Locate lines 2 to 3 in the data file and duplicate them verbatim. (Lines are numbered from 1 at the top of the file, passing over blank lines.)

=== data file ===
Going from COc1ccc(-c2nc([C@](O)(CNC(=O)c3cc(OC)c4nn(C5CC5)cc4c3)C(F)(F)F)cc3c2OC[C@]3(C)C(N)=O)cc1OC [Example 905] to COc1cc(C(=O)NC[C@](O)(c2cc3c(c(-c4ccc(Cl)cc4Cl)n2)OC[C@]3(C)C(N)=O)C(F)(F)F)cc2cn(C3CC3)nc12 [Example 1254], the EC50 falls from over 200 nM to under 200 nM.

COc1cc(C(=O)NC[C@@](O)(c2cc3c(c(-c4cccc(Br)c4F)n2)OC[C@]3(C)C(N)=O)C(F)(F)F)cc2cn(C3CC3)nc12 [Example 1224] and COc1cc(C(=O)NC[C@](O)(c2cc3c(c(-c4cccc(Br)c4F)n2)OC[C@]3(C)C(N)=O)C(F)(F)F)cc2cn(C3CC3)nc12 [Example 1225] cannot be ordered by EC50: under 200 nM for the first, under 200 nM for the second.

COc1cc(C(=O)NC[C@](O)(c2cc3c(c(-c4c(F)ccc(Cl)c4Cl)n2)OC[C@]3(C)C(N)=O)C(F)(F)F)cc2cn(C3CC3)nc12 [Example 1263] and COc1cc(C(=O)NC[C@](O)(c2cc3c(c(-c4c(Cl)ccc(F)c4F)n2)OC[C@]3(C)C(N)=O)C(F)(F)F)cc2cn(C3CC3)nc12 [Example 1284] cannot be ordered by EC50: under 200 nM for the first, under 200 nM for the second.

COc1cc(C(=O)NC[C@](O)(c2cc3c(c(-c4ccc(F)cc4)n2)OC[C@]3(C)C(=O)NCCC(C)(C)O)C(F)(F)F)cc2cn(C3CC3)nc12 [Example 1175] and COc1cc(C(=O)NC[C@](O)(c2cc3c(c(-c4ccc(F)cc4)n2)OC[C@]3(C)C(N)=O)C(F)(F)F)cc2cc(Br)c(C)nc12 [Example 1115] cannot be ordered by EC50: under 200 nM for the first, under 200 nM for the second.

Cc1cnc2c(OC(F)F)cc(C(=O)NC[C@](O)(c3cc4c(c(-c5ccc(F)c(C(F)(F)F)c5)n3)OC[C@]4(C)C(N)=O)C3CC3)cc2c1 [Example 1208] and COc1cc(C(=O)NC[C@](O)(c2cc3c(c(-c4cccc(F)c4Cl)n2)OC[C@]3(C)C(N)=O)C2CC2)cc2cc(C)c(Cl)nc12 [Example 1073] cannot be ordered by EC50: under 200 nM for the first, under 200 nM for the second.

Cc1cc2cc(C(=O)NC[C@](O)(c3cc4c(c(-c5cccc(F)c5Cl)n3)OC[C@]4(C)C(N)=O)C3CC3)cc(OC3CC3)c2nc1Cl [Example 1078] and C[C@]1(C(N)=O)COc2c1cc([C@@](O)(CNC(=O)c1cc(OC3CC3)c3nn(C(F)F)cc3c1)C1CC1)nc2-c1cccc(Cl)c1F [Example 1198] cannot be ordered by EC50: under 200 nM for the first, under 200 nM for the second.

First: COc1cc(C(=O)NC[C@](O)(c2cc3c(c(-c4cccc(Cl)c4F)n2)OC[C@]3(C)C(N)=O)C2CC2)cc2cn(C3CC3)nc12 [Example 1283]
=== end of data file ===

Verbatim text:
COc1cc(C(=O)NC[C@@](O)(c2cc3c(c(-c4cccc(Br)c4F)n2)OC[C@]3(C)C(N)=O)C(F)(F)F)cc2cn(C3CC3)nc12 [Example 1224] and COc1cc(C(=O)NC[C@](O)(c2cc3c(c(-c4cccc(Br)c4F)n2)OC[C@]3(C)C(N)=O)C(F)(F)F)cc2cn(C3CC3)nc12 [Example 1225] cannot be ordered by EC50: under 200 nM for the first, under 200 nM for the second.

COc1cc(C(=O)NC[C@](O)(c2cc3c(c(-c4c(F)ccc(Cl)c4Cl)n2)OC[C@]3(C)C(N)=O)C(F)(F)F)cc2cn(C3CC3)nc12 [Example 1263] and COc1cc(C(=O)NC[C@](O)(c2cc3c(c(-c4c(Cl)ccc(F)c4F)n2)OC[C@]3(C)C(N)=O)C(F)(F)F)cc2cn(C3CC3)nc12 [Example 1284] cannot be ordered by EC50: under 200 nM for the first, under 200 nM for the second.